I was incredibly inspired by these two pages and decided to combine their features, creating a new system I call EasyCaptions. The goal of EasyCaptions is to make it as simple as possible to add useful captions to your online videos. I want to eliminate the headaches of captioning as well as the excuses (too hard, confusing, etc.).

What EasyCaptions does:

  • Dynamically generates a div under your video that will display caption text (the div‘s style and positioning is completely configurable via CSS).
  • Dynamically makes each span in your transcript clickable, jumping to that point in the video. This is done via progressive enhancement and event delegation, leaving your markup clean and avoiding heavy-handed use of onclick.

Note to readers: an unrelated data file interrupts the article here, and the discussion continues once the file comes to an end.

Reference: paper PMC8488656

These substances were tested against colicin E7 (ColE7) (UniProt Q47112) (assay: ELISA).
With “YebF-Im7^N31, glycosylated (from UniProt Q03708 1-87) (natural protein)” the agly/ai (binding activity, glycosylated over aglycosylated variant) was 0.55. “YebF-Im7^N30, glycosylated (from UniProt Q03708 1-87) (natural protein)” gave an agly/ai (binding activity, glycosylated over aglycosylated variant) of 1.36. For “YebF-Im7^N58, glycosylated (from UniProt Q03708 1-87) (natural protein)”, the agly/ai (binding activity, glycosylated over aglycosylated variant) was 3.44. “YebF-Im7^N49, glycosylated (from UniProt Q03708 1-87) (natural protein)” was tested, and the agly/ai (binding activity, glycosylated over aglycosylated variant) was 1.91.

• Works out-of-the-box with HTML5.
  • Includes HTML5 video support detection, enabling you to use a Flash-based fallback if you desire.
  • Provides a hook for Flash-based fallback systems, enabling the captions and transcript to behave identically to the HTML5 version.

What you’ll need to do:

  • Type up the transcript of your video, using <span> tags to wrap each phrase, just like Bruce’s example above.
  • Place the transcript in a container element with a unique ID (such as div id="transcript").
  • Add a teeny bit of JavaScript (about 4 lines).

The final product. Successfully tested in Firefox, Safari, Opera, and Internet Explorer (IE and older versions of the other browsers all use a Flash Fallback if provided).

Peruse the test suite to get an idea of how flexible the system is.

The documentation and downloads are located on the EasyCaptions page.